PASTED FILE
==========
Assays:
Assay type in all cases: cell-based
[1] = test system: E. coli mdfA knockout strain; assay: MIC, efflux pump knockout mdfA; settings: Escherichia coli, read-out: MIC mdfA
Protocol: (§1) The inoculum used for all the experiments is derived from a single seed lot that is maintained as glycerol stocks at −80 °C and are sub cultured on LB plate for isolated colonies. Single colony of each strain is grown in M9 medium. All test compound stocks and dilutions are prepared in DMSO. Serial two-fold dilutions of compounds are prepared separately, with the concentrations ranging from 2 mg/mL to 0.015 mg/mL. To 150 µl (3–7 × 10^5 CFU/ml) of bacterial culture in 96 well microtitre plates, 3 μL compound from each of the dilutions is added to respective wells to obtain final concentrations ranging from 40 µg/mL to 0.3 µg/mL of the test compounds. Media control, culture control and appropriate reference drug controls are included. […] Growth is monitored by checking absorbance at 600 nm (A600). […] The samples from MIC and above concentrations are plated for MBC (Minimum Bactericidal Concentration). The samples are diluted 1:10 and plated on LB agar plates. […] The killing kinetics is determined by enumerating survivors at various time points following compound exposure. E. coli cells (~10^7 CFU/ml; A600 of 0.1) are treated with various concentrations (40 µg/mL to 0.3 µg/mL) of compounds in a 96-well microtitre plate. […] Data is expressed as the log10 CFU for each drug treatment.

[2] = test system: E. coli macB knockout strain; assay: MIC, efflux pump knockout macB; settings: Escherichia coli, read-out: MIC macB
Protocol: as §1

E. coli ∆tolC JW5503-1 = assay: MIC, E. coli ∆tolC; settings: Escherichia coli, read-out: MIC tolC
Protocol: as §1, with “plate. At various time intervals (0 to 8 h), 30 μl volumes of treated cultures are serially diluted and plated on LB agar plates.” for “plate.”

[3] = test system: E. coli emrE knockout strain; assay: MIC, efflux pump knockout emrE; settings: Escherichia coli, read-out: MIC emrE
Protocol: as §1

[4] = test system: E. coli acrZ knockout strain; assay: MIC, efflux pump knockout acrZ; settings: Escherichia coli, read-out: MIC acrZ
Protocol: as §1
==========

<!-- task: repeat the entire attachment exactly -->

Assays:
Assay type in all cases: cell-based
[1] = test system: E. coli mdfA knockout strain; assay: MIC, efflux pump knockout mdfA; settings: Escherichia coli, read-out: MIC mdfA
Protocol: (§1) The inoculum used for all the experiments is derived from a single seed lot that is maintained as glycerol stocks at −80 °C and are sub cultured on LB plate for isolated colonies. Single colony of each strain is grown in M9 medium. All test compound stocks and dilutions are prepared in DMSO. Serial two-fold dilutions of compounds are prepared separately, with the concentrations ranging from 2 mg/mL to 0.015 mg/mL. To 150 µl (3–7 × 10^5 CFU/ml) of bacterial culture in 96 well microtitre plates, 3 μL compound from each of the dilutions is added to respective wells to obtain final concentrations ranging from 40 µg/mL to 0.3 µg/mL of the test compounds. Media control, culture control and appropriate reference drug controls are included. […] Growth is monitored by checking absorbance at 600 nm (A600). […] The samples from MIC and above concentrations are plated for MBC (Minimum Bactericidal Concentration). The samples are diluted 1:10 and plated on LB agar plates. […] The killing kinetics is determined by enumerating survivors at various time points following compound exposure. E. coli cells (~10^7 CFU/ml; A600 of 0.1) are treated with various concentrations (40 µg/mL to 0.3 µg/mL) of compounds in a 96-well microtitre plate. […] Data is expressed as the log10 CFU for each drug treatment.

[2] = test system: E. coli macB knockout strain; assay: MIC, efflux pump knockout macB; settings: Escherichia coli, read-out: MIC macB
Protocol: as §1

E. coli ∆tolC JW5503-1 = assay: MIC, E. coli ∆tolC; settings: Escherichia coli, read-out: MIC tolC
Protocol: as §1, with “plate. At various time intervals (0 to 8 h), 30 μl volumes of treated cultures are serially diluted and plated on LB agar plates.” for “plate.”

[3] = test system: E. coli emrE knockout strain; assay: MIC, efflux pump knockout emrE; settings: Escherichia coli, read-out: MIC emrE
Protocol: as §1

[4] = test system: E. coli acrZ knockout strain; assay: MIC, efflux pump knockout acrZ; settings: Escherichia coli, read-out: MIC acrZ
Protocol: as §1